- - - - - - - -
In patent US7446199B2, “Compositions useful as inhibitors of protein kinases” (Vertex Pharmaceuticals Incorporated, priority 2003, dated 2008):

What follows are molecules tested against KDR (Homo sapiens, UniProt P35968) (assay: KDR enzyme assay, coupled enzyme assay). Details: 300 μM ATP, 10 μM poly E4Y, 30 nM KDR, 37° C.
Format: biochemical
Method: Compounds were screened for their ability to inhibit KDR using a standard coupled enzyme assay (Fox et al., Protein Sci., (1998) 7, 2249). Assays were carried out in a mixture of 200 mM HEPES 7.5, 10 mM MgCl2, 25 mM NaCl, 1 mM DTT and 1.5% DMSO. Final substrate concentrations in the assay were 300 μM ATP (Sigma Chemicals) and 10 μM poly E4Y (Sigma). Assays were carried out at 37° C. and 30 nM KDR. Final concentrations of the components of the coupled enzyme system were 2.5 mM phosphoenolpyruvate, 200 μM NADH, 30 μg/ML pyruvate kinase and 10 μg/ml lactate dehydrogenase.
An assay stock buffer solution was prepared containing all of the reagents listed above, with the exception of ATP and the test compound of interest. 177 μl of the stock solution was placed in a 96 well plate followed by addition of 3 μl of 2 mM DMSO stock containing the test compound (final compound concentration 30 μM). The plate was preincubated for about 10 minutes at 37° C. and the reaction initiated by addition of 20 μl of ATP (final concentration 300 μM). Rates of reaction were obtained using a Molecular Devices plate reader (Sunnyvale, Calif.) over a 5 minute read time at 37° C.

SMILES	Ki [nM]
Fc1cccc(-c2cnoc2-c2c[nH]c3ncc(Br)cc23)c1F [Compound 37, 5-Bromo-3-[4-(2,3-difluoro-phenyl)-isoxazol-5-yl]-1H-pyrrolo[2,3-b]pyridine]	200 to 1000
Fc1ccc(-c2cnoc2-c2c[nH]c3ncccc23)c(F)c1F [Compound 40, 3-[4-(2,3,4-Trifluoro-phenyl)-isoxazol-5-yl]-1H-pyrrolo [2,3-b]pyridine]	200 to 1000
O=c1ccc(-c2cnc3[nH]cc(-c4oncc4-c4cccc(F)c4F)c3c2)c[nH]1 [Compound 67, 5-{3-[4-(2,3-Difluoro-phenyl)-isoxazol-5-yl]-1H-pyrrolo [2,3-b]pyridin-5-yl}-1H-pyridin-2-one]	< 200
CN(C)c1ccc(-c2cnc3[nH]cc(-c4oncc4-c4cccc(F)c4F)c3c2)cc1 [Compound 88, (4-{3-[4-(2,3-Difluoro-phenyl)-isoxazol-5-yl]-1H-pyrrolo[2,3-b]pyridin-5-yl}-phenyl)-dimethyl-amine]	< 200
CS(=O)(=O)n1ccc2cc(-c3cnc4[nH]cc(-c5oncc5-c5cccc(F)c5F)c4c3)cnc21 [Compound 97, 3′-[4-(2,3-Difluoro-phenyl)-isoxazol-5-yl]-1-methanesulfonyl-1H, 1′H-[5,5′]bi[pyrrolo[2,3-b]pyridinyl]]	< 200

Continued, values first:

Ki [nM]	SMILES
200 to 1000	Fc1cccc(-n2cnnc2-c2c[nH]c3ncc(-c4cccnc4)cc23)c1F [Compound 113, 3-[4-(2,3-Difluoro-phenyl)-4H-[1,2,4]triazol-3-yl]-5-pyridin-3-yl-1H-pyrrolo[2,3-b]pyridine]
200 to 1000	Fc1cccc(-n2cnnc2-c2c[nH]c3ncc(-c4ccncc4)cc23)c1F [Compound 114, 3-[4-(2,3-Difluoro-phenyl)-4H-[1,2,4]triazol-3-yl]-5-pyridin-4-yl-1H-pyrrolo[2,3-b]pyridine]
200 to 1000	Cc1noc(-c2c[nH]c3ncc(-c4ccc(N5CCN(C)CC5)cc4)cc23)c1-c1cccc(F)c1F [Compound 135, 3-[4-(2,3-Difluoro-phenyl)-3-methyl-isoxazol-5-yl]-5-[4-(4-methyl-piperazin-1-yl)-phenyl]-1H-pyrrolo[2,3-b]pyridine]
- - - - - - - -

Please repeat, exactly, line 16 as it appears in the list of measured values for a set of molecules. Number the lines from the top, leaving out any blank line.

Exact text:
200 to 1000	Cc1noc(-c2c[nH]c3ncc(-c4ccc(N5CCN(C)CC5)cc4)cc23)c1-c1cccc(F)c1F [Compound 135, 3-[4-(2,3-Difluoro-phenyl)-3-methyl-isoxazol-5-yl]-5-[4-(4-methyl-piperazin-1-yl)-phenyl]-1H-pyrrolo[2,3-b]pyridine]